Healthy oceans, coastal waters, and riverine habitats provide the foundation for aquatic resources used by a diversity of species and society. Protecting marine, estuarine and freshwater ecosystems that support these species relies on science to link habitat condition/processes and the biological effects of restoration actions. The NWFSC provides the habitat science behind many management actions taken by NOAA Fisheries and other natural resource agencies to protect and recover aquatic ecosystems and living marine resources. The NWFSC also maintains a longstanding focus on toxic chemical contaminants, as a foundation for regional and national research on pollution threats to fisheries and protected resources.
Recovery and rebuilding of marine and coastal species
The Pacific Northwest is home to several iconic endangered species, including Pacific salmon and killer whales, and several rockfish species. Mandates such as the Endangered Species Act, MagnusonStevens Act, and the Marine Mammal Protection Act, grant NOAA Fisheries the authority to manage the recovery of depleted species and stocks. The NWFSC contributes to species recovery through research, monitoring and analysis, providing NOAA managers and regional stakeholders the tools and information they need to craft effective regulations and develop sustainable plans for recovery.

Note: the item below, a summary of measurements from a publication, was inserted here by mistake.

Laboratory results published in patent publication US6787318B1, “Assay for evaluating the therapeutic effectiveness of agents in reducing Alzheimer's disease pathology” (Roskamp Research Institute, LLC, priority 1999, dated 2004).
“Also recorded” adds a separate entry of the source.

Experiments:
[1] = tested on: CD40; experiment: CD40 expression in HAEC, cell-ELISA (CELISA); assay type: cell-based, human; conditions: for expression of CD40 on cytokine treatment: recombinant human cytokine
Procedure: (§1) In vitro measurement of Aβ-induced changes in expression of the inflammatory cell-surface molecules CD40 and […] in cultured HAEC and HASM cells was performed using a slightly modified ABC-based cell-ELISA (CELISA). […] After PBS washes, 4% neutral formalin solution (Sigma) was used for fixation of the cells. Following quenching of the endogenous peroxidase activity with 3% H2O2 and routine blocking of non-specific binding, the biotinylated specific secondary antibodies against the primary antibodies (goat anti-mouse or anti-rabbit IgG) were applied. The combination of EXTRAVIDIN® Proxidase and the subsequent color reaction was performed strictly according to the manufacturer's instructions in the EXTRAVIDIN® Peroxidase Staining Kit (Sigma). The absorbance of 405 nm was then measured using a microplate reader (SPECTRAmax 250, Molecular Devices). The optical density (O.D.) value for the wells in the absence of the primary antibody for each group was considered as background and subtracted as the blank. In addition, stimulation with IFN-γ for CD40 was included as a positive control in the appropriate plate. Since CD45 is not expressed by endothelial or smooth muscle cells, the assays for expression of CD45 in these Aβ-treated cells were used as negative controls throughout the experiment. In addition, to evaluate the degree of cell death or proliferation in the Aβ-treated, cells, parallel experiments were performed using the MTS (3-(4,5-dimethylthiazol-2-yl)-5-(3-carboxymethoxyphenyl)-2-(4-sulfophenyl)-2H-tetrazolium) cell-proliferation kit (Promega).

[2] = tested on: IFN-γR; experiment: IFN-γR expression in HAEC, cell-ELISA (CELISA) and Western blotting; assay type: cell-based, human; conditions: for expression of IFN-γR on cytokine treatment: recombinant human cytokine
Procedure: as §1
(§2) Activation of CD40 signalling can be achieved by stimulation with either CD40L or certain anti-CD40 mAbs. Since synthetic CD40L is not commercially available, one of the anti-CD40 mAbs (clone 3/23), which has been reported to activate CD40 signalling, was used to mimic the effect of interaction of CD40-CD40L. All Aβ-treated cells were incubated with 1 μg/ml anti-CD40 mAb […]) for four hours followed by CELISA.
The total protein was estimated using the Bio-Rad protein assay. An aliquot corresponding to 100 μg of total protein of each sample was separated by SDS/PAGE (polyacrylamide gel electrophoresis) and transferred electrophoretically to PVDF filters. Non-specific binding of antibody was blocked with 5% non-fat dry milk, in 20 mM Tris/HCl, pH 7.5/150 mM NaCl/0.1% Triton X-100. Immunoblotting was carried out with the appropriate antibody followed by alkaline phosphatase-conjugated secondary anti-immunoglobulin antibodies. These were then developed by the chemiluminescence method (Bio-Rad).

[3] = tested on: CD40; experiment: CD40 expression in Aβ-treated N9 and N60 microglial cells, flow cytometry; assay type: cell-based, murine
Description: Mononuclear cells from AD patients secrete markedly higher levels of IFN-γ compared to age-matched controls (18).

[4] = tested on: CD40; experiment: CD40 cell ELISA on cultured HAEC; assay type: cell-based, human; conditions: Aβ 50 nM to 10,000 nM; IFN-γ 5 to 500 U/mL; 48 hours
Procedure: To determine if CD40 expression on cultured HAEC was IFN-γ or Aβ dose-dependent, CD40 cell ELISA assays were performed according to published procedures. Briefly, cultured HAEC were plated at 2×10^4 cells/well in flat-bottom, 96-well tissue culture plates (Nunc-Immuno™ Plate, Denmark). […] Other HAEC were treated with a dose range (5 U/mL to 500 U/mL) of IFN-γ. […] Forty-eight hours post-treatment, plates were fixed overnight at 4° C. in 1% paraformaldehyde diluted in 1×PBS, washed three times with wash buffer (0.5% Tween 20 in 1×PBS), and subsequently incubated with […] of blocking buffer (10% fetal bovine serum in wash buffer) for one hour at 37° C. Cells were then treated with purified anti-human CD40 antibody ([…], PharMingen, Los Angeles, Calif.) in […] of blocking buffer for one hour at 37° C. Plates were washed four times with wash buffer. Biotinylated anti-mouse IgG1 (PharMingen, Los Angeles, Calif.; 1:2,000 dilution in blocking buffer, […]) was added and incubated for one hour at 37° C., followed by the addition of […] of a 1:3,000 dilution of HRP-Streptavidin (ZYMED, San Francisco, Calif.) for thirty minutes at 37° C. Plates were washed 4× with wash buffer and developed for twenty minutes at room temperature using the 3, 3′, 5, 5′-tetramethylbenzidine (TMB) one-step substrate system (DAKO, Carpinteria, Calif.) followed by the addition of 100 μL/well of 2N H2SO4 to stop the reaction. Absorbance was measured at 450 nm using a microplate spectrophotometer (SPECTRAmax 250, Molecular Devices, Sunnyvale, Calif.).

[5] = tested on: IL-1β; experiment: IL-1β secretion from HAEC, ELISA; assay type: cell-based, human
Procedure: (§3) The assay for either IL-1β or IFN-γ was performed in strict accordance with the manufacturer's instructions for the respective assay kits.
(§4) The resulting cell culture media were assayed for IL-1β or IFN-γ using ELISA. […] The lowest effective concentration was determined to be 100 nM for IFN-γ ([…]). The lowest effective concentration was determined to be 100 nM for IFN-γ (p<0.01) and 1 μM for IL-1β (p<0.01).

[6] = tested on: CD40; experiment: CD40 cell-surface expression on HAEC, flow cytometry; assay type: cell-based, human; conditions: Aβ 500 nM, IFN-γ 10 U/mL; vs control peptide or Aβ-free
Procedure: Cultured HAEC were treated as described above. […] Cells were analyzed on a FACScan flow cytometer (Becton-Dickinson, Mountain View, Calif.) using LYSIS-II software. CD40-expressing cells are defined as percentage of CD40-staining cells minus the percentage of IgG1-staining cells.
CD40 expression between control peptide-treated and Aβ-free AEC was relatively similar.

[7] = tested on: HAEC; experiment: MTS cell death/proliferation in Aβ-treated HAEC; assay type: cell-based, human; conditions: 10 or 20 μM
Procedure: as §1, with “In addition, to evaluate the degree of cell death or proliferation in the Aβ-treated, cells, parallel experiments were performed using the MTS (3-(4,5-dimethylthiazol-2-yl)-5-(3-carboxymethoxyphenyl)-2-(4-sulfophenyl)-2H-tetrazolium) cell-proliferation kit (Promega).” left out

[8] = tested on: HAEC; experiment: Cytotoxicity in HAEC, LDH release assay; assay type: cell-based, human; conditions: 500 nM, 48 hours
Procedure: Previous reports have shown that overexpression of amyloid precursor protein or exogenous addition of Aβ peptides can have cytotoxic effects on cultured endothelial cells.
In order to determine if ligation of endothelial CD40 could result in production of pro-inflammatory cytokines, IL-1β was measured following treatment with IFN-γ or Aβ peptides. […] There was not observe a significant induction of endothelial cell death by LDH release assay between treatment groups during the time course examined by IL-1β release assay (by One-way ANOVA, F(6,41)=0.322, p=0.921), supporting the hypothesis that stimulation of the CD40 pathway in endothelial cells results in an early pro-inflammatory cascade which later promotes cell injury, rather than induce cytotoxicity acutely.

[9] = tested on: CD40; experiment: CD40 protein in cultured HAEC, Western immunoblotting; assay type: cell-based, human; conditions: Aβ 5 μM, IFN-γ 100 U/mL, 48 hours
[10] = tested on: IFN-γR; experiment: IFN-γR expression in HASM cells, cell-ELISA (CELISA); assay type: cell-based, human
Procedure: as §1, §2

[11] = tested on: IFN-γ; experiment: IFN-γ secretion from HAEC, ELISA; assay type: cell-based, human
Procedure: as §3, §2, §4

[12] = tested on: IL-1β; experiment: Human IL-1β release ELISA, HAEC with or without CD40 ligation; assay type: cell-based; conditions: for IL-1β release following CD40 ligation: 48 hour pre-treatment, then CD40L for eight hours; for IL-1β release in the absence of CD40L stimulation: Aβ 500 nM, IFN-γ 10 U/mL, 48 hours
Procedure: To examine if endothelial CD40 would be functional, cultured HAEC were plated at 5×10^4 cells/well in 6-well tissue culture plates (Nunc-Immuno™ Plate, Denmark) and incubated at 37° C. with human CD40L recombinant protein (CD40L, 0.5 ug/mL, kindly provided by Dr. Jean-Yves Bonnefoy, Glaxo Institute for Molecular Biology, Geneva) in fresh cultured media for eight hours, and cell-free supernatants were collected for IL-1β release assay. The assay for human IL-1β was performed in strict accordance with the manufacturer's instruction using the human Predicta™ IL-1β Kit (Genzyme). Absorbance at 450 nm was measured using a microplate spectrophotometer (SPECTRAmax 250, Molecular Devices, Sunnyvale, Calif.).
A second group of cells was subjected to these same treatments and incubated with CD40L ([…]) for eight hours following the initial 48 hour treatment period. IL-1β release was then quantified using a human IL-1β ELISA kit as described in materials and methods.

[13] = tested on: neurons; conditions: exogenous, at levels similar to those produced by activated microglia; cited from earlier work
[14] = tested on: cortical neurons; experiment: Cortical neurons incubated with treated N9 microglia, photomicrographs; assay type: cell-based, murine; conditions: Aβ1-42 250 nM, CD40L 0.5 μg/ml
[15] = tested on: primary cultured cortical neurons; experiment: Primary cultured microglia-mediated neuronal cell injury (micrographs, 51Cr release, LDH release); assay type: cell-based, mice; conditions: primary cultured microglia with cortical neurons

Research Foci

Characterize the interaction of human use and habitat distribution, quantity and quality
The ability to define the state of an ecosystem requires insight into the natural processes within habitats, and how anthropogenic interactions with these processes can alter ecosystems and marine organisms. A wide diversity of human activities -- land use and water withdrawals, industrialization and dredging, fishing practices and climate change (e.g., ocean acidification) -- directly and indirectly impact critical freshwater, estuarine, and marine habitats. To best manage west coast marine, estuarine and freshwater habitats in a sustainable fashion, it is necessary to map the spatial and temporal footprint of human impacts and review their potential biological impact on each species of interest. Measurement parameters will be developed to determine the full range of human impacts using spatial data and improved habitat classification.